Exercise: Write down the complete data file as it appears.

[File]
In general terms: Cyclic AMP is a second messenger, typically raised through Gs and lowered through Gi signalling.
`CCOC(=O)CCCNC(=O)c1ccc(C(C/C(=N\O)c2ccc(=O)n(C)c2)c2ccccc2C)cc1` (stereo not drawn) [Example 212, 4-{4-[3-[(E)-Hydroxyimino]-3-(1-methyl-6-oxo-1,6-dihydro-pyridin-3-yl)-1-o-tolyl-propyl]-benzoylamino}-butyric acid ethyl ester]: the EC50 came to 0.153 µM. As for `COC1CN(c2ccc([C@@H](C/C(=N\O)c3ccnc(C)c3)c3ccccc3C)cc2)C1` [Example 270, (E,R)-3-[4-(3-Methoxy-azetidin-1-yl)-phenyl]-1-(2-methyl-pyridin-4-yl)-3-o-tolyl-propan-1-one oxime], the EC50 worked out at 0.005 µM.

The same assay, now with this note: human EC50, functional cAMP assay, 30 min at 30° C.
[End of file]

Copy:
In general terms: Cyclic AMP is a second messenger, typically raised through Gs and lowered through Gi signalling.
`CCOC(=O)CCCNC(=O)c1ccc(C(C/C(=N\O)c2ccc(=O)n(C)c2)c2ccccc2C)cc1` (stereo not drawn) [Example 212, 4-{4-[3-[(E)-Hydroxyimino]-3-(1-methyl-6-oxo-1,6-dihydro-pyridin-3-yl)-1-o-tolyl-propyl]-benzoylamino}-butyric acid ethyl ester]: the EC50 came to 0.153 µM. As for `COC1CN(c2ccc([C@@H](C/C(=N\O)c3ccnc(C)c3)c3ccccc3C)cc2)C1` [Example 270, (E,R)-3-[4-(3-Methoxy-azetidin-1-yl)-phenyl]-1-(2-methyl-pyridin-4-yl)-3-o-tolyl-propan-1-one oxime], the EC50 worked out at 0.005 µM.

The same assay, now with this note: human EC50, functional cAMP assay, 30 min at 30° C.